As I said when I began to tell this adventure, it was filled with just as many dangers and hardships as much as any I have since been in the polar regions. It was a part of my training to be a polar explorer. The training proved to be harder than the actual work, and it remained almost at putting an end to my path, before it was yet begun
The words above are taken from Roald Amundsen‘s (the Norwegian gent who beat Scott to the pole in December 1911) account of an early training expedition in 1896 (1). The area in which Amundsen refers to, which was to thwart him once, and nearly kill him on the second attempt – is known as the Hardangervidda. The Hardangervidda is a high mountain plateau located North West of Oslo, and only a few hours away by train. It’s huge, about 2,500 square miles, is the largest eroded plain in Europe, and is home to one of Norway’s largest glaciers the Hardangerjokulen.
Well that’s all very nice to know, but why have I chosen the Hardanger as my target for 2017? When looking at locations over this Summer I had in mind a number of criteria. Namely to go somewhere:
- I haven’t been before
- That is easily accessible by public transport, and doesn’t require expensive additional travel to get to the start
- That is able to recreate ‘polar’ conditions
- That is recognised as a training ground for ‘polar’ expeditions
- That will give enough interest for a week long expedition
- That is affordable enough to go solo
I initially settled on Iceland, and an attempt at the Sprengisander Traverse (right up the middle of Iceland), but quickly found that pickup travel was incredibly expensive at the end point (well over £500 for a monster truck to pick me up) due to the harsh volcanic landscape that had to be crossed. A little deflated I began to look for other options, such as Svalbard (too expensive), the Kings Trail Sweden (didn’t look exciting enough) and lastly Hardanger. I’d heard that in recent years the Hardanger had not been particularly cold during the Spring. However on closer inspection of historical weather data using yr.no it looked to be okay (see example in Figure 1 below), and importantly as I was to later find out ticked out all of the boxes above.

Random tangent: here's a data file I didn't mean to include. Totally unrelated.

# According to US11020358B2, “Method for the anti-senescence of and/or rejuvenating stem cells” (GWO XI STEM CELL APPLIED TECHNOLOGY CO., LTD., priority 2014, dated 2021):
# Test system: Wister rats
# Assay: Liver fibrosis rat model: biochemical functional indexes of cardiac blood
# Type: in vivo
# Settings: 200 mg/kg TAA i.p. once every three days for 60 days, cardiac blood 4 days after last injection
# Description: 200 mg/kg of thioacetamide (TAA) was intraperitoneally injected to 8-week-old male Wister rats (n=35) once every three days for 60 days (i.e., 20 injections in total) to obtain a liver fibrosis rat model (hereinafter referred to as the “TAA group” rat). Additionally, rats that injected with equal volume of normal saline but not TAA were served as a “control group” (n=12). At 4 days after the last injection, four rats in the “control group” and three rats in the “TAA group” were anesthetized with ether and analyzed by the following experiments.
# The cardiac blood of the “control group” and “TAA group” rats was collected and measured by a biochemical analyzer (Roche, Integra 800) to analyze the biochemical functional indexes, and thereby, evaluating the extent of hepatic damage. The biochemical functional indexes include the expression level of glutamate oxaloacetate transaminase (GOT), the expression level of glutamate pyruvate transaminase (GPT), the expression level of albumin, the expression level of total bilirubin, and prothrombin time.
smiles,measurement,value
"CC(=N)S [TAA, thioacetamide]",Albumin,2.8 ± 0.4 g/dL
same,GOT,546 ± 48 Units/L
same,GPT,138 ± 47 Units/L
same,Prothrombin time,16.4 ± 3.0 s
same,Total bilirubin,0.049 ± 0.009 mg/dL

Figure 1. Historical Hardangervidda Weather Data from April 2016
I set about contacting a number of polar guides who work in Norway to get some more information on in country logistics and to find out more about the utility of the plateau in recreating ‘polar’conditions. Without having my own contacts in country, or experience of organising a trip there, it has been extremely helpful to get some expert help. In addition, whilst I have most of the kit I need, I don’t yet own a sled, ski’s or boots (these are pretty pricey if you want to get the Gucci stuff), so renting these has also been a priority. After to speaking to a variety of folks, some more helpful than others, I had a really positive dialogue with Carl Alvey at Expeditions 365. Carl, an experienced polar guide, and Hannah McKeand, a polar record breaker, have set up a guiding/training business in Haugastol, on the edge of the plateau. In short Carl sold the area to me – it is cold enough, you can get remote enough to feel ‘out there’, it’s accessible and cheap, and it has easily enough to keep me interested for a week, winner!
Thanks to Expedition 365 I now have all the kit sorted, a base to start and finish, and plans for a route around the plateau. As of today I’m all paid up, my holiday time is booked off, and physical training has started. The first steps on my polar apprenticeship are well on their way. I hope it is as exciting and as hard as Amundsen found it to be well over 100 years ago…